It has been awhile since we did an academic round-up, hence it is time to clean out the academic research paper folder. No overriding theme here, just a bunch of papers worth (in our opinion) worth a look. All papers are available at

“The Troves of Academe: Asset Allocation, Risk Budgeting, and the Investment Performance of University Endowment Fund” by Keith C. Brown, Lorenzo Garlappi and Christian Ioan Tiu at In this paper the authors examine the “asset allocation practices and investment performance” of university endowment. Given the amount of attention paid to high-profile university endowments like Yale and Harvard this paper is worth a look.

“On the Relative Performance of Multi-Strategy and Funds of Hedge Funds” by Vikas Agarwal and Jayant R. Kale at The authors find that multi-strategy hedge funds outperform fund of hedge funds due in large part to the disadvantage of double-layers of feeds for fund of funds. The question is the how (and why) of this relative outperformance.

Life-cycle mutual funds have become an increasingly popular mutual fund category due in large part to their use in 401(k) plans. “Life-Cycle Funds” by Luis M. Viceira at explores the theoretical backing (or lack thereof) for these funds and how they might best be used by investors and providers alike.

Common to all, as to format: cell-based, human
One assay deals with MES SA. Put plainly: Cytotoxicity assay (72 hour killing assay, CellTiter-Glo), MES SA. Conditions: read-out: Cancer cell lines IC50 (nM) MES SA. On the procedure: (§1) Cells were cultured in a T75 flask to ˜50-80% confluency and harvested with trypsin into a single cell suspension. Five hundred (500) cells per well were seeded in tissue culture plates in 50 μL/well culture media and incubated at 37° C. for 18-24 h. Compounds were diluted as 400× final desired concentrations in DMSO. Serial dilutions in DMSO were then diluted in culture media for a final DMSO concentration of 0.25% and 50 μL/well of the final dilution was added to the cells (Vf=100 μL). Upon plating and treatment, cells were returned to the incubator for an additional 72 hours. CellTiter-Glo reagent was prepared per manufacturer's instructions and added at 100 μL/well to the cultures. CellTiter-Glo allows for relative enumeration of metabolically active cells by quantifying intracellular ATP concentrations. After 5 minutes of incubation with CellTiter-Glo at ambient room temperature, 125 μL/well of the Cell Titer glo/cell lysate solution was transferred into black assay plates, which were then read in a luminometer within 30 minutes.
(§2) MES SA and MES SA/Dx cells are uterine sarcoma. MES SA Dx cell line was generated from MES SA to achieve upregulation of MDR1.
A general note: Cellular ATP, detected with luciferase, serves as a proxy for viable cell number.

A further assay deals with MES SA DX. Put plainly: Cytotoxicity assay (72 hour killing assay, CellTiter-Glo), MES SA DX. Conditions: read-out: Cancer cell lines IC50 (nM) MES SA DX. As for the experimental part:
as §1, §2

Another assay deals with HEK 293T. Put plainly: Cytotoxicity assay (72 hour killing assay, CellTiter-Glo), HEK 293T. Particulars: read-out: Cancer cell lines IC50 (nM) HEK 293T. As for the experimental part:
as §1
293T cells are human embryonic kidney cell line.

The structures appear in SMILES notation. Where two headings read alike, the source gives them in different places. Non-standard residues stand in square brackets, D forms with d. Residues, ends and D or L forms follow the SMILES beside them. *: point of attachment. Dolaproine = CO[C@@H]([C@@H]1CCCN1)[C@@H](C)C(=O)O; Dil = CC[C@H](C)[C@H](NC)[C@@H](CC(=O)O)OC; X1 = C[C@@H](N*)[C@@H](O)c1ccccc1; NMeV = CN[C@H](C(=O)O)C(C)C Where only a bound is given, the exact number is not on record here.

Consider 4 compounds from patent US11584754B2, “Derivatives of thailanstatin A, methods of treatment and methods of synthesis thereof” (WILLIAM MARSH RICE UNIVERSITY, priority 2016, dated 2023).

Although sell-side analyst recommendations have fallen into relative disrepute there still is some research to be found in the data. “Hold ’em? Using Financial Statement Information to Pick Winners and Losers when Consensus Analysts’ Recommendations are Neutral” by James Michael Wahlen and Matthew M. Wieland at In the paper they find that future earnings growth helps distinguish stock performance.

We have mentioned this paper previously, but we wanted to pass along the link to the abstract. “Hedge Funds as Shareholder Activists from 1994-2005” by Nicole M. Boyson and Robert M. Mooradian at In short they find “..ind strong evidence that hedge fund activists improve both short-term stock performance and long-term operating performance of their targets.”

More on hedge fund performance. “Investing in Talents: Manager Characteristics and Hedge Fund Performances” by Haitao Li, Rui Zhao and Xiaoyan Zhang at looks at the relationship between managers and fund performance. If the skills of a fund manager drive performance, then isn’t it logical the manager’s background may provide some insight?

Mutual fund fees seem to have moved to the media background. The rise of hedge funds and ETFs has been examined almost solely in regards to returns. In “Mutual Fund Fees Around the World” by Ajay Khorana, Henri Servaes and Peter Tufano at take a global look at how (and why) mutual fund fees differ, quite widely, across national borders.

That’s all we have. We will back with another round-up as soon we gather up another set of abstracts.

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